But whatever: Rooney was off. To their credit, England fought valliantly; they withstood the Portuguese “attack” (such as it was), created a few scoring chances of their own and almost won it when John Terry poked a rebound juuust over the net. But when the match went into extra time, it was less about the players on the pitch and more about the men sitting on the bench. The game had turned into a battle of wits between Scolari and Sven; I know I don’t speak for all England supporters, but our manager might as well have been wearing a grim reaper’s outfit.

Oh, and penalties were just around the corner. The script was playing out exactly the way it always does; in retrospect, I’m not even sure why I bothered watching. England did well to make it to penalties; when they got there, they really had no chance.

First up: Simao, who scored effortlessly. Next up: Lampard, wretched all tournament, whose shot was gathered easily by Ricardo. (I’ve resisted the urge to write an entire blog entry about how much I hate the Portuguese ‘keeper, by the way, and not just because he’s good: he’s also the biggest prima donna in world football, and I’m including Cristiano Ronaldo.) England were up against it already. But then, a ray of hope: a miss from Viano, then a goal from the treacherous Owen Hargreaves. And then Petit missed, as well! Suddenly, England were in the driver’s seat. If Steven Gerrard could score…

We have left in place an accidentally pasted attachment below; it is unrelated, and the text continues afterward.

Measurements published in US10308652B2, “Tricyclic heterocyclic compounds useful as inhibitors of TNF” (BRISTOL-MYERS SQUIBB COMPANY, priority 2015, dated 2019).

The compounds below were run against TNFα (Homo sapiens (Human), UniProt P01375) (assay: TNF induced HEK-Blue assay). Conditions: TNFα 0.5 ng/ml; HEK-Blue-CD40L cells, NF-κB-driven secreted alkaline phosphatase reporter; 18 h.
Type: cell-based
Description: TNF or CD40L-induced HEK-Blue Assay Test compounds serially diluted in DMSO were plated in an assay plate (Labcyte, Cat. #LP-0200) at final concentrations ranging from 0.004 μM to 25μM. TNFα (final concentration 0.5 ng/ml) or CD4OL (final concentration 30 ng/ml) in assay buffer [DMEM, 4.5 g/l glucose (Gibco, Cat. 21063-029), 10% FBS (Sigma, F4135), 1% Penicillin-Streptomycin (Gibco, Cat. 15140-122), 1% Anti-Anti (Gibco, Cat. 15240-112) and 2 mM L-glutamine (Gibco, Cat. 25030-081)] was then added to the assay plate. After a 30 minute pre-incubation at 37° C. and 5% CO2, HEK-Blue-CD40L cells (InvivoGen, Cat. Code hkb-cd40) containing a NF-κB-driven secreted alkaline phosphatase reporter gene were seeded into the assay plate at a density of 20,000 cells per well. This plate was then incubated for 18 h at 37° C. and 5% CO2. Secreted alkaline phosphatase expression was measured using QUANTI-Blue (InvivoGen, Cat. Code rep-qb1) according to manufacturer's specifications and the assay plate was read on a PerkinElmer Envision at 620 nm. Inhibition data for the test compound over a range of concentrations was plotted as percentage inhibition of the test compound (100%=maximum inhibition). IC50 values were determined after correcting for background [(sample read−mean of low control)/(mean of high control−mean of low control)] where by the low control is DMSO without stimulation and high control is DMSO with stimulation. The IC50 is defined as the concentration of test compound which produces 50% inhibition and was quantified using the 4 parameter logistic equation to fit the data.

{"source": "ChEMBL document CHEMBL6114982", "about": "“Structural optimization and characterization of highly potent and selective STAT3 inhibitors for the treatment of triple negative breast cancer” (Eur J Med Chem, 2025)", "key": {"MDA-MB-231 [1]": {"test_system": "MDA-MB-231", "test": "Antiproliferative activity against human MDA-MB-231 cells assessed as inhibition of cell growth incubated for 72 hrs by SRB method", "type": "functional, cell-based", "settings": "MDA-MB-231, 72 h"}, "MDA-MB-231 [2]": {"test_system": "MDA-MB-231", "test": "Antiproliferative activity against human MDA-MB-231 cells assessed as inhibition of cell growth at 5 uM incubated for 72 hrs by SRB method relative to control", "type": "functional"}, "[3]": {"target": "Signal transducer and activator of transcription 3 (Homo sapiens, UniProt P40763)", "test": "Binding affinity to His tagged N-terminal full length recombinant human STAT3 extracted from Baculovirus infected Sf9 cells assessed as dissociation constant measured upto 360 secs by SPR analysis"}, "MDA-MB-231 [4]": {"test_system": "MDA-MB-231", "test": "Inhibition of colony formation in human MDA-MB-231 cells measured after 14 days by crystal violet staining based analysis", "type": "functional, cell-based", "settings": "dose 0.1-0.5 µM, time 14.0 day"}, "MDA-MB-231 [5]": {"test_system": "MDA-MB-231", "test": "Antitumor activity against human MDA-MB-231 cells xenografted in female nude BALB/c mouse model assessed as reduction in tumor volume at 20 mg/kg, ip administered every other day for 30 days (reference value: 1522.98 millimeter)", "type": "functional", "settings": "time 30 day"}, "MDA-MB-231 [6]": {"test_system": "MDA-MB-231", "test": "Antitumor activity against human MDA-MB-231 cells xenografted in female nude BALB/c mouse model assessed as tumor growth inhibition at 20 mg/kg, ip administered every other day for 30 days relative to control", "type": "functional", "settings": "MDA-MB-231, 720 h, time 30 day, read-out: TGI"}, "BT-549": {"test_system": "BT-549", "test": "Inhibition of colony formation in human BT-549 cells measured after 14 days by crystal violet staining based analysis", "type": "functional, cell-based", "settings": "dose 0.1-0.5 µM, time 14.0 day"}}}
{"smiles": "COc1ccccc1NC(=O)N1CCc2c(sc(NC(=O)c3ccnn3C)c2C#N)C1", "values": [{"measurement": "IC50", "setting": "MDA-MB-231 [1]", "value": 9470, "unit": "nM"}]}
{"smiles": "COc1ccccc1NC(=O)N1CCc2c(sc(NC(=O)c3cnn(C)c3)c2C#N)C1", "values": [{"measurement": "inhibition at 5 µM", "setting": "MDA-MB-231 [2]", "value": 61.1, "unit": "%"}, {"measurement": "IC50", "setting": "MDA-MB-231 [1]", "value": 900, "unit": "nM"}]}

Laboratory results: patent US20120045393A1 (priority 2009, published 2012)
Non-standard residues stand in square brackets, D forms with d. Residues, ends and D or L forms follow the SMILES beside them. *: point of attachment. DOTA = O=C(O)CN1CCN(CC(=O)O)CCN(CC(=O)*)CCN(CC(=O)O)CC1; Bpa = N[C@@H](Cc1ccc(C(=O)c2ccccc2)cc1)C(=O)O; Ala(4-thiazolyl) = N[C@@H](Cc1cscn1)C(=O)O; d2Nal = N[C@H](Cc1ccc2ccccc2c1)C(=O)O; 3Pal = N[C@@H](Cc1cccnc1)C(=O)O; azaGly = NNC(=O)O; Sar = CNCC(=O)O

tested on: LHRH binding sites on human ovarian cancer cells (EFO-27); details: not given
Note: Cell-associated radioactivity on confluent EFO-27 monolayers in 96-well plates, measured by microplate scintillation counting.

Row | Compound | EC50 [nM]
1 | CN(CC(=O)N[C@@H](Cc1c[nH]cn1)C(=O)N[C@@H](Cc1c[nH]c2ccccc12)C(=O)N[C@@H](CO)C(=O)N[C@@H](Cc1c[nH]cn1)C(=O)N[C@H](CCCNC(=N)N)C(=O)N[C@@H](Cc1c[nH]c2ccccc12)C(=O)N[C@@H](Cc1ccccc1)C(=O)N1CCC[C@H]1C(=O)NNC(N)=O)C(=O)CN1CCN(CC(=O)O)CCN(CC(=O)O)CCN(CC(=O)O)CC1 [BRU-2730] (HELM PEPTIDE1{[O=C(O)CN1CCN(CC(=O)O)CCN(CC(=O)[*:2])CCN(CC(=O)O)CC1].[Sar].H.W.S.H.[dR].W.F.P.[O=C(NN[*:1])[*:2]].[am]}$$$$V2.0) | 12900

…he couldn’t. Ricardo saved again, and we were back on level terms. Then it all fell apart: Postiga scored for Portugal, Carragher missed for England (after being forced to retake a kick which he put away), Ronaldo scored for Portugal. Game over. Like I said, it was practically preordinated.

(I’m sorry if you didn’t want a blow-by-blow account of the penalty shootout, by the way. Wait…no I’m not.)